This year was full of moments that remind us why we look at the stars and dig into the past.
Wonder and curiosity are some of the most powerful traits humans have, and together, they drive us to ask questions that lead to untraveled roads filled with revelations.
Researchers, explorers and innovators found previously unknown species across the globe, the Artemis I mission ventured to the moon and back, and countless discoveries shed light on some of history’s mysteries.
And the quest to satisfy curiosity never stops. As long as scientists keep asking questions, we will always have new things to learn about planet Earth and the universe we call home.
As the year comes to a close, look back with the Wonder Theory team at some of the best moments from 2022.
Across the universe
In 2022, the James Webb Space Telescope fired up and turned its infrared gaze toward the deep universe, sharing awe-inspiring views of distant galaxies and the glowing cradles of newborn stars.
A NASA spacecraft intentionally crashed into a distant asteroid, and the Hubble Space Telescope spied the most distant star ever observed.
On Mars, the Perseverance rover and Ingenuity made exploration history, and orbiters captured majestic images of Martian winter. After four years, the groundbreaking InSight mission ended, but not before it detected space rocks slamming into the red planet and thousands of quakes.
And some moments felt like they were lifted directly from a sci-fi film — like a heartbeat-like pulse in space and mysterious giant rings.
A long time ago
Back on Earth, ancient DNA helped to open hidden chapters of history.
This year, genomes were extracted from bones, teeth and even dirt to provide a genetic snapshot of a Neanderthal family, a Pompeii victim and remains found at the bottom of an 800-year-old well.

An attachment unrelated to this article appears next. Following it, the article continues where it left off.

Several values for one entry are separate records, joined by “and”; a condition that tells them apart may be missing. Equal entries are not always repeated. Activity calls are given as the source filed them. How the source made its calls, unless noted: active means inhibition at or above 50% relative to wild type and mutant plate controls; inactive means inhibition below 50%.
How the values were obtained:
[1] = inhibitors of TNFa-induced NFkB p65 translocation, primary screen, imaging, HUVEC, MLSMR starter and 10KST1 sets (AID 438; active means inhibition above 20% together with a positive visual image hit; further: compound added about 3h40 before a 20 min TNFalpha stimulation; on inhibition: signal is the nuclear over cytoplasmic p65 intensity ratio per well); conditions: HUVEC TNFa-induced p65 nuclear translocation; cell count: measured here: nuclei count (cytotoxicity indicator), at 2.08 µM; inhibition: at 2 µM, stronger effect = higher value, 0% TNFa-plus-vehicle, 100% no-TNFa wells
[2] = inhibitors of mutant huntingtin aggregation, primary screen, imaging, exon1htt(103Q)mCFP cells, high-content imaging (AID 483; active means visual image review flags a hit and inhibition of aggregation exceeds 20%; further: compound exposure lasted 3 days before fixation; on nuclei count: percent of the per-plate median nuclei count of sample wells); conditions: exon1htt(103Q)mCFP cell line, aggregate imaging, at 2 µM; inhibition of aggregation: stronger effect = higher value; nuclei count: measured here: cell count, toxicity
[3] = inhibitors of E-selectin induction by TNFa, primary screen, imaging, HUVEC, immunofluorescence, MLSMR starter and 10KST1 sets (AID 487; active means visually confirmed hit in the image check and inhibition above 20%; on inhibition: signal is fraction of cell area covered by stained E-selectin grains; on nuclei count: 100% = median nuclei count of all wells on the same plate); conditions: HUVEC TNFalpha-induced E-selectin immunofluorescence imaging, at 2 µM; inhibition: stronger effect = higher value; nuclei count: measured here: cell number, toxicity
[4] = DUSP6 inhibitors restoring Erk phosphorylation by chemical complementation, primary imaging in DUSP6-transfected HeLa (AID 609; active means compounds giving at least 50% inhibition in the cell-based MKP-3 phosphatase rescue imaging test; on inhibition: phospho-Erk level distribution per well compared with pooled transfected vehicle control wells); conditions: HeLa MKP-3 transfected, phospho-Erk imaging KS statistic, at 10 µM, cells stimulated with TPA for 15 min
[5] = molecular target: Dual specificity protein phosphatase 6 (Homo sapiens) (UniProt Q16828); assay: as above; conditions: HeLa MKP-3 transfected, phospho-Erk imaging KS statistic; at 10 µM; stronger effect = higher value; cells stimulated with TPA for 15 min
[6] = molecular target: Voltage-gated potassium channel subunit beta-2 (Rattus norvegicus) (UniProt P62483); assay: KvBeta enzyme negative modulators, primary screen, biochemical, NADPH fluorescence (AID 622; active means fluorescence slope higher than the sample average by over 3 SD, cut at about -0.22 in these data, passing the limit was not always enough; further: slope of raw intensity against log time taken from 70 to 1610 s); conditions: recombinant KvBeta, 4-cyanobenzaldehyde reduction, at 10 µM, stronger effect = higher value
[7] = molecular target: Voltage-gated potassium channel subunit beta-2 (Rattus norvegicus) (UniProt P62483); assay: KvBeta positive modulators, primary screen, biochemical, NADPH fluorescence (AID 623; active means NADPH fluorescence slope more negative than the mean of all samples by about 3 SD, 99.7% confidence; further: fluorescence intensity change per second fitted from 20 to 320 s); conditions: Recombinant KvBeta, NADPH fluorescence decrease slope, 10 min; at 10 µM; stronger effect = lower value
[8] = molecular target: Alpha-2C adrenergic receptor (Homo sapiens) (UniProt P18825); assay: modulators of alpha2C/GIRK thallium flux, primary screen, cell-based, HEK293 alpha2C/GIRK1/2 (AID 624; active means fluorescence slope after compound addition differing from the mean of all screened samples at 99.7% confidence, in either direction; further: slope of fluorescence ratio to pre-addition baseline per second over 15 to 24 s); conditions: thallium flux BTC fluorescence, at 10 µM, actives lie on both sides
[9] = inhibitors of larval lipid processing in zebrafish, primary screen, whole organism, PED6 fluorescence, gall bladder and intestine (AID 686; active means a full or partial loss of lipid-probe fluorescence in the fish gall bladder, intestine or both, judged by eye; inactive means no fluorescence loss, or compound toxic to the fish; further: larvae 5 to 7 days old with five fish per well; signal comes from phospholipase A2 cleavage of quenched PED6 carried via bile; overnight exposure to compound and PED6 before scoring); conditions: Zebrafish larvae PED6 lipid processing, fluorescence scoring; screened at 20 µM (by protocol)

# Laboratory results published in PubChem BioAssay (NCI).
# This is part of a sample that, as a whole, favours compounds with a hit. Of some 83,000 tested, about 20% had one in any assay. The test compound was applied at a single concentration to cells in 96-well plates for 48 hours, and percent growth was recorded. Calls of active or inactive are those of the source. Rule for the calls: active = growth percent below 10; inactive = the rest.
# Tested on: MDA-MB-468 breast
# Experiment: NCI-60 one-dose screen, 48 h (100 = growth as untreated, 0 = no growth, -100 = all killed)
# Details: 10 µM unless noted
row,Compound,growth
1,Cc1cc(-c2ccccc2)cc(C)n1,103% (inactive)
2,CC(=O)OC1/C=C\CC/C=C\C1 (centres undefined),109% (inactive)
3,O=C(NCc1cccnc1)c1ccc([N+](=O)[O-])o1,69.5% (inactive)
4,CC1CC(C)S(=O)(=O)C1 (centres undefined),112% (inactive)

Analysis using DNA sequencing also helped to reveal the identity of a puzzling hybrid animal called a kunga and shed more light on the true identity of some of the first Americans.
Let’s welcome some of the latest additions to the tree of life.
Researchers at the California Academy of Sciences and their collaborators identified 146 animal, plant and fungi species new to science in 2022.
High school students found previously unidentified scorpions in California, an intrepid scientist tracked dozens of geckos across the islands of New Caledonia, and divers came face to face with dazzling rainbow-colored fish.
Discovering more species is critical as countries pledge to protect the ecosystems supporting Earth’s dwindling biodiversity.
An impressive array of art and archaeological discoveries created windows into the past this year.
An X-ray spotted a Van Gogh self-portrait hiding beneath a painting, a vast Roman town was unearthed, and a newly found secret tunnel might lead to what could be Cleopatra’s lost tomb.
An amateur detectorist also uncovered a medieval love token, the largest pink diamond in 300 years turned up in Angola, and more than two dozen ancient Roman bronze statues appeared in the mud at a thermal bath in Tuscany.
There’s much to reminisce about as 2022 winds down, but fresh wonders will abound in 2023. For one, you’ll have plenty of reasons to look up at the night sky.
The new year will feature not only scintillating meteor showers and solar and lunar eclipses, but also a bonus blue moon along with the typical 12 full moon events.
To start things off, the Quadrantid meteor shower peaks on January 3. And a recently discovered comet will appear in the night sky throughout January and February. The celestial object’s close approach is sure to be a stargazer’s delight.
Explore a little more before you go:
— Researchers have found two minerals never before seen on Earth in a massive meteorite discovered in Somalia in 2020.
— A sharp-eyed scientist spotted extremely rare evidence that proves that dinosaurs chowed down on small mammals 120 million years ago.
— Heidi the sea turtle was rescued from a tangled fishing net in 2018. Now, the amputee turtle has a safe home and plenty of new friends.
Thank you for spending 2022 with Wonder Theory, and Happy New Year! We’ll see you in 2023.